Brexit is simple English tribalism. A redefined relationship between the post-Brexit United Kingdom and the overseas territories is inevitable if, as is expected, the turmoil of a post-Brexit Britain becomes convulsion.
Britain is going to be reshaped by Brexit in myriad ways. For now, there can be no predicting how Brexit will fully impact UK politics, economy and society. Anyone who states that they can predict the future of a post-Brexit Britain is deluded.
Now Germany is the major power in Europe. And it tears Brexiters apart that a country Britain helped defeat twice in two bloody world wars is the dominant country of Europe.
In the Brexit psyche — which is profoundly an English phenomenon, and not in any way Scottish, Welsh or Irish — there is a great fear of the Englishman becoming a type of “amorphous European.”
Remainers like this writer are the enemy within. We are the rootless cosmopolitans: remoaners. Remainers cannot be trusted to uphold “Britishness” — or, better stated, “Englishness.” That is the reason Brexit is viewed as a throwback to colonialism and imperialism by a number of intellectuals. And there is good reason. Brexit is all hubris and emotion.
In the OTs
That may be one reason why overseas territories of Great Britain were essentially ignored in the debate that led to Friday’s withdrawal of the UK from the European Union. One can wonder what the result would be if a Brexit referendum had been held in the OTs, but this writer has no doubt the OTs would have voted to remain in the EU.
In the mind of the Brexiter, there are only two types of power: imperial power and colony; dominant and dominated. That has been the driver of Brexit: not economic logic, social welfare or political pragmatism. Brexit is, was and always will be hubris and English nationalism.
Brexit is the inability of the Brexiter to live with the fact that Britain’s greatest perceived triumph, the defeat of Hitler’s Germany in two world wars, led 50 years later to a unified Europe dominated by Germany. The enemy that Britain defeated twice in the 20th Century is today the dominant power in Europe.
Diehard Brexiters simply cannot handle the fact that a Europe of middle powers such as Finland, Sweden, Norway, Denmark, the Netherlands, France, Ireland, Portugal and Spain are dominated by a resurgent Germany under the Treaty of Rome.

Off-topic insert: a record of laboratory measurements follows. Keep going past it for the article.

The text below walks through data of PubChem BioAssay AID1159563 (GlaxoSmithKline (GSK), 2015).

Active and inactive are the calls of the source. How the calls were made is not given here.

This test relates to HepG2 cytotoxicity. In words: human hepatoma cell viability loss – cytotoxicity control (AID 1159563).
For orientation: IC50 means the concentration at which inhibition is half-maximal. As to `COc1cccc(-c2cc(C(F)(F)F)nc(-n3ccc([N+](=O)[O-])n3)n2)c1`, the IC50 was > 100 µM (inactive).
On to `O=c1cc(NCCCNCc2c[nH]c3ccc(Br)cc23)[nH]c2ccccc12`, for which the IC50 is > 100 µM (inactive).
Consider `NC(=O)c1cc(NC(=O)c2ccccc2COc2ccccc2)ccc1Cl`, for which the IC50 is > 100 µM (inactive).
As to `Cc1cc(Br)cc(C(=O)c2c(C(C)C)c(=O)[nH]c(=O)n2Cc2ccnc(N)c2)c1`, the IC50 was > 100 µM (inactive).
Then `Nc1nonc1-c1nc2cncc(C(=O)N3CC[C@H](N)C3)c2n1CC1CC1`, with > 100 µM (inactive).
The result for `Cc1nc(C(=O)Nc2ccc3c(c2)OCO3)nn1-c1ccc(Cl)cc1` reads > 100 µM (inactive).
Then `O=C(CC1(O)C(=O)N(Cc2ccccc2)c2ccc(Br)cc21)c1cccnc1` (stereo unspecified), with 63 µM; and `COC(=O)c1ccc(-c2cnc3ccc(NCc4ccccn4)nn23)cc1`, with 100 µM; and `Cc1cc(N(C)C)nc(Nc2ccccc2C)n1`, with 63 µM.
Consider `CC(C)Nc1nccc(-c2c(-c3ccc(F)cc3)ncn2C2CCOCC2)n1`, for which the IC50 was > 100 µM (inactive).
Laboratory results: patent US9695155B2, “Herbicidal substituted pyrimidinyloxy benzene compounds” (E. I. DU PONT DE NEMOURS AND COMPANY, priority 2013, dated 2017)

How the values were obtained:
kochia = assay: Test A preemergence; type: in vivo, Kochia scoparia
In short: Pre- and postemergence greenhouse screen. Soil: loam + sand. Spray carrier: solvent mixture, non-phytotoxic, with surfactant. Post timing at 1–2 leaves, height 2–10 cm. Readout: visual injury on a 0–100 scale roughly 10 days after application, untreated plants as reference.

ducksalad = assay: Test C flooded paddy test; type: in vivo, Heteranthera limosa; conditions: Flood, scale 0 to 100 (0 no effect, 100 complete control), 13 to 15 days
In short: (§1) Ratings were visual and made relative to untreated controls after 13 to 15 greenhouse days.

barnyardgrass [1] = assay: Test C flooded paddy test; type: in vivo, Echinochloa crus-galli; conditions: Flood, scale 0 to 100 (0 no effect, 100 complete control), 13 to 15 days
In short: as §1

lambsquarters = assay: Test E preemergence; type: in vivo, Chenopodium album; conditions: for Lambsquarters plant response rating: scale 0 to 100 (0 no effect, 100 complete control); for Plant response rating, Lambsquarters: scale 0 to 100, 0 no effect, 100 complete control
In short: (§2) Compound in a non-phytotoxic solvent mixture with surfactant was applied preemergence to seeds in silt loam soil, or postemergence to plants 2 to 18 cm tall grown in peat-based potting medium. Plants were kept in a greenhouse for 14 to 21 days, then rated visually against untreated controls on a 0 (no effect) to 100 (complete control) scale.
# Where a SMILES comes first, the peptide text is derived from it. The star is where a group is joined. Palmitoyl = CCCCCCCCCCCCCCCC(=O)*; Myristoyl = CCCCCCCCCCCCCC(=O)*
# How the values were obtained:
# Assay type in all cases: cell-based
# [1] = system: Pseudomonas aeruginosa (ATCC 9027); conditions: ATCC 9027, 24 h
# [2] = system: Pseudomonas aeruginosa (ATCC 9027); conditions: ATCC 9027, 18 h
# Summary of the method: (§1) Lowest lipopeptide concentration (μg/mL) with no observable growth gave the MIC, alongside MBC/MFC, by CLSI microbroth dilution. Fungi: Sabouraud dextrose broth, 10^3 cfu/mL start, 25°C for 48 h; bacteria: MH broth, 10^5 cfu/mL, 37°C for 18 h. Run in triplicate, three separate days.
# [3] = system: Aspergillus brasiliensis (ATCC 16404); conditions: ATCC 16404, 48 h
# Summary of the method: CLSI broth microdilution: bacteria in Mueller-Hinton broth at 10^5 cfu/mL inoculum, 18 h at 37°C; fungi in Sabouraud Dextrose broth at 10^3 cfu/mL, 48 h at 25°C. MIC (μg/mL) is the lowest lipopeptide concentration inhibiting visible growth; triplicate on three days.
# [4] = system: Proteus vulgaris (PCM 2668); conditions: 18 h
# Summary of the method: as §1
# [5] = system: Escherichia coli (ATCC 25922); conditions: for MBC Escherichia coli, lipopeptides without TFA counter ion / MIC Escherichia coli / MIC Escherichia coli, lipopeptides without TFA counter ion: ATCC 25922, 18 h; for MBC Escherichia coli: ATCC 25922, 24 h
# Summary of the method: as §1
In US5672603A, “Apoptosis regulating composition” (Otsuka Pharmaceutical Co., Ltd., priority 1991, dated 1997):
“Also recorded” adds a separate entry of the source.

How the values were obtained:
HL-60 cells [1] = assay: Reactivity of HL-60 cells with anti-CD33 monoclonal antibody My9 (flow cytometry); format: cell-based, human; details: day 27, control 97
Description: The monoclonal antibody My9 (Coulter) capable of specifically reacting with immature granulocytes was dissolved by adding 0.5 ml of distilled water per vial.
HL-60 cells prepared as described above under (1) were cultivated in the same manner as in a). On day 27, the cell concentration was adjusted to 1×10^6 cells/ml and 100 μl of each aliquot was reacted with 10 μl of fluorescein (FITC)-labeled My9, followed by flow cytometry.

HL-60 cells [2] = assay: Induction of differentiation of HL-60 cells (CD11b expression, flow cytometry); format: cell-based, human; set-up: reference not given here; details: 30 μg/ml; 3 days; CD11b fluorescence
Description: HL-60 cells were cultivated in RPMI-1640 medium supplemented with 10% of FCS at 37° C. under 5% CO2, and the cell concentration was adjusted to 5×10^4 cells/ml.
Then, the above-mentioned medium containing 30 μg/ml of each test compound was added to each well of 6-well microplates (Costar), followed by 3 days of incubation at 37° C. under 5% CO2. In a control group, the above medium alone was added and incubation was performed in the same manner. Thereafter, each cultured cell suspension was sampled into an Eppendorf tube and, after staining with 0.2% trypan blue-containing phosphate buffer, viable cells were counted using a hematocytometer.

But Germany has no interest in ruling Europe. That is clear from German politics and society from the time of the country’s reunification in the early 1990s. Germany’s dominant position is that of a reluctant giant. Germany’s huge manufacturing and economic power is what has placed Germany at the centre of Europe. Brexiters cannot see or accept that.
Brexit, essentially, is English insecurity. Deep down, Brexiters view the EU as a continuation of previous attempts by a German and central European hegemony to control Europe and dominate the countries, cultures and economies of Europe.
Brexit is viewed as the great resistance to this insidious attempt by Germany to use the institutions of Europe to “rule the roost.” That is why the language of the Brexiter is aggressive, exclusive, xenophobic, insular and even racist.
The great paradox of Brexit is that the UK, very much like the EU, is a union of countries: England, Scotland, Wales and Northern Ireland. These countries remain within the union voluntarily, as long as more than 50 percent of voters in those countries are happy with that arrangement.
However, there is a move from political forces in Scotland and Northern Ireland for independence from the UK and then entry into the EU. Will this actually happen? Maybe! No one can tell. Such is the post-Brexit uncertainty.
The Virgin Islands
Then there are the OTs such as the Virgin Islands — throwbacks from the era of pure colonialism — that have over decades been granted a great amount of autonomy in economic and social matters, but remain very much within the old colonial mould, in spite of the huge political freedoms they have been granted by Westminster and Whitehall.
Brexit has been described as a refusal to accept realpolitik.
The UK is no longer an imperial power. But Brexit, which has been described as English nationalism, is a type of “heady drug.” Like the Falklands War, Brexit is a reminder of the past greatness of a colonial and imperial Britain.
The other components and countries of the UK are under no such illusion. They live in today’s world. Scotland is pro-European, and so are Wales and Northern Ireland. More than 50 percent of the UK population are remain and the only reason the UK is in the predicament it is in today is because of its first-past-the-post model of voting, which can offer enormous power to a government that won only a minority of the votes in an election. The UK prime minister with a majority in Parliament is in many ways an elected dictator.
In any event, Brexit is at the starting point. That is another great irony. Those voters who believed a Boris Johnson government would be the end of the Brexit saga are in for frustration and disappointment. The pains of Brexit — the UK leaving its natural trading and economic home — are just beginning.
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